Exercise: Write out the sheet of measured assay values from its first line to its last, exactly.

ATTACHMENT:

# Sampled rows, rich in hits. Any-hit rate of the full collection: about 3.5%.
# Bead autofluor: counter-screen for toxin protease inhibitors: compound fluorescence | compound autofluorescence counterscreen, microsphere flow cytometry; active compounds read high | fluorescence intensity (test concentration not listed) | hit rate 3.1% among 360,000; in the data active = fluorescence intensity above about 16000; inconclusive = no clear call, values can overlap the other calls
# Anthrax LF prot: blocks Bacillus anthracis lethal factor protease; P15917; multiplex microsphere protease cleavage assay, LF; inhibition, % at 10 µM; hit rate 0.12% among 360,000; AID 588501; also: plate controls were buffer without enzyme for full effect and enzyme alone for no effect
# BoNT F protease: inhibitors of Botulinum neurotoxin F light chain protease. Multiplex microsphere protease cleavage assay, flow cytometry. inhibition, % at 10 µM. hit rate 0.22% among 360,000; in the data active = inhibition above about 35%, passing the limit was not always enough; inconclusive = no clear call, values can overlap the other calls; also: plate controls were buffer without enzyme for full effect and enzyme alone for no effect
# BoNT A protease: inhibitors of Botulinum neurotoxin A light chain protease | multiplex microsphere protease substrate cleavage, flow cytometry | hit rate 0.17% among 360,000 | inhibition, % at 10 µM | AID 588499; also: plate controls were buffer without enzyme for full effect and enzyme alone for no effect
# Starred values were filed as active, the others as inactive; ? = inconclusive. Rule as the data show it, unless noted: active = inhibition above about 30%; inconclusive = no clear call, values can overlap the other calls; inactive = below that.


# Sampled rows, rich in hits. Any-hit rate of the full collection: about 3.5%.
# Bead autofluor: counter-screen for toxin protease inhibitors: compound fluorescence | compound autofluorescence counterscreen, microsphere flow cytometry; active compounds read high | fluorescence intensity (test concentration not listed) | hit rate 3.1% among 360,000; in the data active = fluorescence intensity above about 16000; inconclusive = no clear call, values can overlap the other calls
# Anthrax LF prot: blocks Bacillus anthracis lethal factor protease; P15917; multiplex microsphere protease cleavage assay, LF; inhibition, % at 10 µM; hit rate 0.12% among 360,000; AID 588501; also: plate controls were buffer without enzyme for full effect and enzyme alone for no effect
# BoNT F protease: inhibitors of Botulinum neurotoxin F light chain protease. Multiplex microsphere protease cleavage assay, flow cytometry. inhibition, % at 10 µM. hit rate 0.22% among 360,000; in the data active = inhibition above about 35%, passing the limit was not always enough; inconclusive = no clear call, values can overlap the other calls; also: plate controls were buffer without enzyme for full effect and enzyme alone for no effect
# BoNT A protease: inhibitors of Botulinum neurotoxin A light chain protease | multiplex microsphere protease substrate cleavage, flow cytometry | hit rate 0.17% among 360,000 | inhibition, % at 10 µM | AID 588499; also: plate controls were buffer without enzyme for full effect and enzyme alone for no effect
# Starred values were filed as active, the others as inactive; ? = inconclusive. Rule as the data show it, unless noted: active = inhibition above about 30%; inconclusive = no clear call, values can overlap the other calls; inactive = below that.